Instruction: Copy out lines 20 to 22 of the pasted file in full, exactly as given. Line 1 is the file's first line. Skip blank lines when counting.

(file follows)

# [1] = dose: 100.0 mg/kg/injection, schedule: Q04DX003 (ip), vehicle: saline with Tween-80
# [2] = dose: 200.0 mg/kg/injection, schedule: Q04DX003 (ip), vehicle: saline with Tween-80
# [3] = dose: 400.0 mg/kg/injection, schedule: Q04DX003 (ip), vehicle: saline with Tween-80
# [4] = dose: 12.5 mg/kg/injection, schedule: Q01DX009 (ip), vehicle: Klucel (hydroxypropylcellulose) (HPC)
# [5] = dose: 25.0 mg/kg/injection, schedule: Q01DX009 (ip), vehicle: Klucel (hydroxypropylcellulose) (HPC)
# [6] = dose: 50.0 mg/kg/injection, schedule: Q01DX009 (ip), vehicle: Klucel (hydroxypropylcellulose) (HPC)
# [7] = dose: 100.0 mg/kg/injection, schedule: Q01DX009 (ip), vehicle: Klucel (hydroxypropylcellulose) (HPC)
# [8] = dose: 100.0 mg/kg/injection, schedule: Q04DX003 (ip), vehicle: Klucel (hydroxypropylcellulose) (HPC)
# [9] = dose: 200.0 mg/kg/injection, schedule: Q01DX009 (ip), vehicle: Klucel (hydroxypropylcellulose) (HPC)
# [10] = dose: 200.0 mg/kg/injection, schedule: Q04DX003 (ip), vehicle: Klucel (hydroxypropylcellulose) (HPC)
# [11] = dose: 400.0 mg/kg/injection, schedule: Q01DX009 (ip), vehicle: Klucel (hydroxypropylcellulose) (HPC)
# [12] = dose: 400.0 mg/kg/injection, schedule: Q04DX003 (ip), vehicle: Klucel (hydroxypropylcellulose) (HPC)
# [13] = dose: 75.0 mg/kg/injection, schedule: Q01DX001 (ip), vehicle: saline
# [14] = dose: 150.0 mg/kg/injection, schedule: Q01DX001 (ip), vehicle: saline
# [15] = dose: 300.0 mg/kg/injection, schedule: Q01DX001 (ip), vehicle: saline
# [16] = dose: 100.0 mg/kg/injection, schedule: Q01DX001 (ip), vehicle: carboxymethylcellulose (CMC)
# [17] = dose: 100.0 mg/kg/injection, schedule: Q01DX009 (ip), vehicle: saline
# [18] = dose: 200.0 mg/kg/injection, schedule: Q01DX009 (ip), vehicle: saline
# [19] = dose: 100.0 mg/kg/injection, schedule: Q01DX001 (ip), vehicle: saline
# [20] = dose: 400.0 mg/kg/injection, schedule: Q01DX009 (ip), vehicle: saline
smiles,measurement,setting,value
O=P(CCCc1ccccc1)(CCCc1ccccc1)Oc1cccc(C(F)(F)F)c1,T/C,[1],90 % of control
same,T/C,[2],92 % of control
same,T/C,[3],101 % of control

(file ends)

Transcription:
# [20] = dose: 400.0 mg/kg/injection, schedule: Q01DX009 (ip), vehicle: saline
smiles,measurement,setting,value
O=P(CCCc1ccccc1)(CCCc1ccccc1)Oc1cccc(C(F)(F)F)c1,T/C,[1],90 % of control